Board chooses firms to manage hospital trust fund
by Associated Press
Published: September 5,2013
Tags: bank, banking, board of supervisors, Board of Trustees, county, county government, finance, financial institution, Harry Sanders, health, health care, hospital, Lowndes County, Lowndes County Reserve and Trust Fund, medical, medicine, Renasant Wealth Management, Stephens Capital Management, supervisor, trust fund, trustee, Wells Fargo Advisors
COLUMBUS — Two financial firms have been selected to manage Lowndes County’s $30-million hospital trust fund.
The Lowndes County Reserve and Trust Fund board of trustees voted unanimously Tuesday to select Stephens Capital Management and Renasant Wealth Management to manage and invest the money from the county’s hospital sale.
Twelve firms had initially offered proposals. The board selected three to make presentations. The other firm interviewed was Wells Fargo Advisors.
The Commercial Dispatch reports details of the contracts with the two firms have not been finalized. Based on the fee schedule each firm provided in a scenario of managing $15 million, however, Stephens would charge $87,000 and Renasant would charge $86,625.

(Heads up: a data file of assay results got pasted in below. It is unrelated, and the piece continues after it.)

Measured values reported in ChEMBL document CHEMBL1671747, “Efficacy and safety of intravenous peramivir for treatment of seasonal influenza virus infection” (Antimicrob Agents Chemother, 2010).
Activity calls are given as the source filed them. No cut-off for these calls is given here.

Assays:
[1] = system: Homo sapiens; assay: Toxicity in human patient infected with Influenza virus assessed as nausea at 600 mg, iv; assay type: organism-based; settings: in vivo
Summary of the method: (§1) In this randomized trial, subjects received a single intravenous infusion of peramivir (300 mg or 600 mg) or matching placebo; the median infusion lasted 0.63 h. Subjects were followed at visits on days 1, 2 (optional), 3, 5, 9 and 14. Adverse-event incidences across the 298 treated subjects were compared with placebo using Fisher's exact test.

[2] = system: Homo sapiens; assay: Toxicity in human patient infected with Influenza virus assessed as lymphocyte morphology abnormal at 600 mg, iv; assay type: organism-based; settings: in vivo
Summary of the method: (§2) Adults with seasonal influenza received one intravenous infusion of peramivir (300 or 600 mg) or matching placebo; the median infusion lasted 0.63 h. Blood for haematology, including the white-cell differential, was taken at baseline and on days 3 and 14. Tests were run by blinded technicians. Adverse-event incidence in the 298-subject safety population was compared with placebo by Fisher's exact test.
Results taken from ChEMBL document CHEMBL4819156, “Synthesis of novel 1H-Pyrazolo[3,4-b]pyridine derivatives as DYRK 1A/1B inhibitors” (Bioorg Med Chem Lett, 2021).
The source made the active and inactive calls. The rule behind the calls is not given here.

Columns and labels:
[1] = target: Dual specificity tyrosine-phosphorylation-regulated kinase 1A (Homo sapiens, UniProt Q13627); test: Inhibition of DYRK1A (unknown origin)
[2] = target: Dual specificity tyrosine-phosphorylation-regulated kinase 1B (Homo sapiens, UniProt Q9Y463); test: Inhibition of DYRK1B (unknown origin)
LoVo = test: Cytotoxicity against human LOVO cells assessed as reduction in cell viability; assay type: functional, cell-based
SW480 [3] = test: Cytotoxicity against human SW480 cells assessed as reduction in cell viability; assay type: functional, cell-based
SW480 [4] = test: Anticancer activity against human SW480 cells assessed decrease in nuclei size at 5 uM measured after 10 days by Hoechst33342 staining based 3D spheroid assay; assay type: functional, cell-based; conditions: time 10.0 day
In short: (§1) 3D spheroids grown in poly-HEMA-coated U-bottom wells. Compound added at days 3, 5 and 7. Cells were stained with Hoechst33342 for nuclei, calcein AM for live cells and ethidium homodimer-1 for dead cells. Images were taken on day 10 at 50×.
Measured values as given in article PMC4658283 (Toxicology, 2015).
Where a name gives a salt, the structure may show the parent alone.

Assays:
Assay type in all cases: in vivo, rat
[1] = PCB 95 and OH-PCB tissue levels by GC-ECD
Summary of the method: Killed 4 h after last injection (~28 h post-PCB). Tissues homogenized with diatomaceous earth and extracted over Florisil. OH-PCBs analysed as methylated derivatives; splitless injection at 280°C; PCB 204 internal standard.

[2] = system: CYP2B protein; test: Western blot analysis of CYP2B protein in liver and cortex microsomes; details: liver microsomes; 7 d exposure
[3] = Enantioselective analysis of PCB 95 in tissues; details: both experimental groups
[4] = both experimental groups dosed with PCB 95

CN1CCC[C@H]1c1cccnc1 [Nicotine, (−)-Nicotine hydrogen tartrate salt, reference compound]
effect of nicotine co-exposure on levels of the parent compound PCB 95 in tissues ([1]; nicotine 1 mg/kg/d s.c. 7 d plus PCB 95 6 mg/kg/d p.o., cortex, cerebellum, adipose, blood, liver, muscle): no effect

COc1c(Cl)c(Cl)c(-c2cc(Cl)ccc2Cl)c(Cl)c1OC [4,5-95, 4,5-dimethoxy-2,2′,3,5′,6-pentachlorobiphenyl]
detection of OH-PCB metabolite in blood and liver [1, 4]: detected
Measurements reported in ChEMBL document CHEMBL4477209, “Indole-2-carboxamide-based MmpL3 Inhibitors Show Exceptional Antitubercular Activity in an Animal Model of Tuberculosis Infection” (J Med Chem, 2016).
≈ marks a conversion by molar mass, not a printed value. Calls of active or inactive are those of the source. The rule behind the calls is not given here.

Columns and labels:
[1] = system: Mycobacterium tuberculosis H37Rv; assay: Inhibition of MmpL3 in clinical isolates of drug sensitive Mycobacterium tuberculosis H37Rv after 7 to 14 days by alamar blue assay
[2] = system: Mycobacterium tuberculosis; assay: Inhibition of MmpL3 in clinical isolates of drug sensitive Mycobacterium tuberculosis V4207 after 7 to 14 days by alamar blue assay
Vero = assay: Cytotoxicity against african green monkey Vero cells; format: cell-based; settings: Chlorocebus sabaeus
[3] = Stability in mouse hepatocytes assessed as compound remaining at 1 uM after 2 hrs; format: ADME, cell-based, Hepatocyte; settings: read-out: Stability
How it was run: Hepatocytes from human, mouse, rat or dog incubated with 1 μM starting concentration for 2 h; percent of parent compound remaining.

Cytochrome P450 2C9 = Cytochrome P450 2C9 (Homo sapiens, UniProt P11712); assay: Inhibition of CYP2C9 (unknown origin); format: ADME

“I think that’s a trade-off we have to do to have some diversity and to have some competition,” said county Supervisor Harry Sanders, president of the trust fund board. “They’re not going to want to let the other one beat the other one. They’re not going to overly gamble or take shortcuts, but they’re going to pay better attention.”
The Legislature created the Lowndes County Reserve and Trust Fund this year and authorized the county to place funds in interest-bearing accounts including state, federal, government and corporate AAA bonds, as well as common stocks.
The reserve fund trustees are all five Lowndes County supervisors.
According to the law, trustees can choose to transfer up to 85 percent of the interest made yearly into the county’s general fund. The remainder would roll back into the $30 million principal and stay there. None of the principal can be spent unless supervisors declare an emergency, in which case up to 5 percent could be withdrawn on the condition it is paid back.
Baptist Memorial Health Care bought the previously county-owned hospital in 2001.
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